18 Aaron gets a “tick off” and refresher course in his priestly duty
19 Death vs life. Purification rituals. God is life, they must choose him
20 The end of the wandering generation: they are where they were in ch13
Back to Plan A with a new generation (who are still pretty hopeless)
21 Now making progress, the people still grumble as God punishes and saves
22 Moab stands between them and Canaan. Moab enlists a holy man Balaam, but the real God gets to him first via a speaking donkey
23 Balaam is supposed to bless Moab’s plan to destroy Israel. He predicts disaster.
24 As the Moab king gets more and more angry, Balaam speaks “truth to power”
25 Meanwhile the Israelites are…. sleeping with Moab temple prostitutes! Noooo!
26 Second census the new force to take Canaan. God keeps his promise, despite us!
27 Moses commissions Joshua, forward ho to canaan, their inheritance… almost
Preparing to claim the land – realisation of God’s promise
28 Dealing with sin, its real, its painful… for them, many sacrifices
29 Israelites preserved their identity through lots of festivals and shared worship
30 Rules on the vows of women… patriarchal, but perhaps relatively progressive?
31 The destruction of Moab as God warned. Except the Israelites don’t, quite.
32 The first claim to the land doesn’t stop them all working together on the mission
33 Summary – where they’ve been and what they must do: purge the land.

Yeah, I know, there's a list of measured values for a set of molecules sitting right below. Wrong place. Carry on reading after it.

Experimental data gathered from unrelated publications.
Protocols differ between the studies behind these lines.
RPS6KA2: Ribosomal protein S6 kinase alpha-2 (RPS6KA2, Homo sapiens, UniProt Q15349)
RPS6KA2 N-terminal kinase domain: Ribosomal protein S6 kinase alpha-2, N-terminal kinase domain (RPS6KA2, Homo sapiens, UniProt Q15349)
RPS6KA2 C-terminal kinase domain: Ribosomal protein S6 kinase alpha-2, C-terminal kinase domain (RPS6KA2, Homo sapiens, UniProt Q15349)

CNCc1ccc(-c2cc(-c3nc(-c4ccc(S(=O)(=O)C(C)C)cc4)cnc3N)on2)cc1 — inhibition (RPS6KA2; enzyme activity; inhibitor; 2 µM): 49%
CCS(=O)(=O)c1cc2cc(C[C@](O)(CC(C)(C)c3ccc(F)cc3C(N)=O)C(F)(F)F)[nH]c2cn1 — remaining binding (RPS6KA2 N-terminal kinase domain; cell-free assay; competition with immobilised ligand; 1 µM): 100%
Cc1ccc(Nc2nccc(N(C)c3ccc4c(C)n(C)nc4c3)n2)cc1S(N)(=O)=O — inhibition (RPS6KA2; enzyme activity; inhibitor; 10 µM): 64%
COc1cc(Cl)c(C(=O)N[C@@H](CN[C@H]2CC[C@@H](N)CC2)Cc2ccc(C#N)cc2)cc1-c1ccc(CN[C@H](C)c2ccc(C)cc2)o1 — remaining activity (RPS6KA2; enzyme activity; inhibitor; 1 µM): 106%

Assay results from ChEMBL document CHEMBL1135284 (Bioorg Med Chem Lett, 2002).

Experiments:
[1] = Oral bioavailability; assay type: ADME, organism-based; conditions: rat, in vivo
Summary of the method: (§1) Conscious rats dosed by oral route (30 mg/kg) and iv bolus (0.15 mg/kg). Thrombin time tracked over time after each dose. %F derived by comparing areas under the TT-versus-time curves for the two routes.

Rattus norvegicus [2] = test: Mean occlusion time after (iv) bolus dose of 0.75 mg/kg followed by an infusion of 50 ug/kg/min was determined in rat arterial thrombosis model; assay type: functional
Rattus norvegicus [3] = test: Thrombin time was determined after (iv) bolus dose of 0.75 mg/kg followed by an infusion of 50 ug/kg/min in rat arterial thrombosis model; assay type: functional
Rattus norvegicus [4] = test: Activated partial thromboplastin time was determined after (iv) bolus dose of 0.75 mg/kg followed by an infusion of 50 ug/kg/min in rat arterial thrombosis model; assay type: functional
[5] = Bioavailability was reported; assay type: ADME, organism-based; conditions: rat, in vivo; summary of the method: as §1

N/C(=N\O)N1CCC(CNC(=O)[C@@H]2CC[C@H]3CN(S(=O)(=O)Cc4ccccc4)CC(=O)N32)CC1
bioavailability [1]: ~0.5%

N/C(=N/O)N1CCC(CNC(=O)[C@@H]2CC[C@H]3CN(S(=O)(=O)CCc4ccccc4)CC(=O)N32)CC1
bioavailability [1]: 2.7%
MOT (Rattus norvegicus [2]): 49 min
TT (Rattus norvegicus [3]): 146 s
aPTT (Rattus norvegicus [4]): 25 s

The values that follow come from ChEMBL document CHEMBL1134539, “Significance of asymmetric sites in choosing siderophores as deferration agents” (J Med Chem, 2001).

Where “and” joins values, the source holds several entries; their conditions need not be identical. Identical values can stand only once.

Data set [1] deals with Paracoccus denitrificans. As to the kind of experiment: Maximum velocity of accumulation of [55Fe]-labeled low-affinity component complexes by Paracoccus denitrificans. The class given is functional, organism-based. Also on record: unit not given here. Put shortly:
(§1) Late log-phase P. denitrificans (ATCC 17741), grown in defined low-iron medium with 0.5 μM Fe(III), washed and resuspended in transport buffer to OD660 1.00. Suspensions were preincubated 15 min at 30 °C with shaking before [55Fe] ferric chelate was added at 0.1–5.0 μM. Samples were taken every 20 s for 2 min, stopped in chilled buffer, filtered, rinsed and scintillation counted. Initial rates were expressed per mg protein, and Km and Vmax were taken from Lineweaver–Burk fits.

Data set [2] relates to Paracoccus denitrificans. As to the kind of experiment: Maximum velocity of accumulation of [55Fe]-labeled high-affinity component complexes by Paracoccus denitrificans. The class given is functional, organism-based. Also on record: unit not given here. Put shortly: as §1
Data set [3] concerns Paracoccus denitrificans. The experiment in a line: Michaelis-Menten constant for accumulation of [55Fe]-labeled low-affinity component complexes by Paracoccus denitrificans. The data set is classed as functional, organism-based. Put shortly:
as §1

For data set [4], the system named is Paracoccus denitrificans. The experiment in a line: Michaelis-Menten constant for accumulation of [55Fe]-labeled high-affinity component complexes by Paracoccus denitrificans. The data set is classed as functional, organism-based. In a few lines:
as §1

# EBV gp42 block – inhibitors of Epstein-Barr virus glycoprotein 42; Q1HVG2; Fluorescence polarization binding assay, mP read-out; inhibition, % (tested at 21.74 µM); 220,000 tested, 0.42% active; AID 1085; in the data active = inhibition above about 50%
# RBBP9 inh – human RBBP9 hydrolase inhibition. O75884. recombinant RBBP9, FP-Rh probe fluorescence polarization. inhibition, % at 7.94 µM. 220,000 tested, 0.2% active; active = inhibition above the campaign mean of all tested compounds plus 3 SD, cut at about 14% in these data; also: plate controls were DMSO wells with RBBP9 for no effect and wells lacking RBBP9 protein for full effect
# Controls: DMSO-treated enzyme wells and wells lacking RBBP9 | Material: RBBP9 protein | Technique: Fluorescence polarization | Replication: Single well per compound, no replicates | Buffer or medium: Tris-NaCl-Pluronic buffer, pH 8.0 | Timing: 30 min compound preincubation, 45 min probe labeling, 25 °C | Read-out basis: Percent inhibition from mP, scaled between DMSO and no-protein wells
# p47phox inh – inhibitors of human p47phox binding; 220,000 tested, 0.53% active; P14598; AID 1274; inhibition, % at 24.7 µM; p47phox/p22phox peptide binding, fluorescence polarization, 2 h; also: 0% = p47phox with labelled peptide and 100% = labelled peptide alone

34 Scoping the land, rules for who will get what. In which I feel guilt…
35 Arrangements for the priests in canaan… quite like christians today!
36 Protecting the promised land from being lost through marriage.
It’s like to say it came to a climactic end but I can’t… It’s a bit of business revisiting the quite liberal law that allows women to inherit land where a family only has daughters. It enters the land doesn’t thereby move out of Israel possession of they may non Israelites or even non clan.
It emphasises again the God given nature of the land and the relationship the nation has with God.
You can’t miss from this book: God chose them, God gave them the land. The did their darnedest to reject his promises, and a generation was wasted, but here they are.
This continues a list of living arrangements for the holy land. It’s a grace filled chapter.
The priests are the chosen of the chosen. They don’t have their own land but are spread out among the people in a way that anticipates modern theology of the priesthood of all believers.
It’s God’s way of influencing: the salt that gives flavour.
And refuge cities are dotted though the land where accidental killers, manslaughterers, may shelter from legalised vengence.
Commentator mentioned how God as refuge is a theme, and how much in common the idea of a refuge City has with Jesus.
God is just there nibbling away at people, being there as part of life, being salt in conversations and somewhere to go for refuge. It’s a good picture of how he wants us to live.
This is the business end of numbers where God tells Moses what will be the borders of the promised land, and tribal representatives are appointed to go with Joshua, Moses’ replacement as leader, and the high priest to claim it and set the tribal boundaries.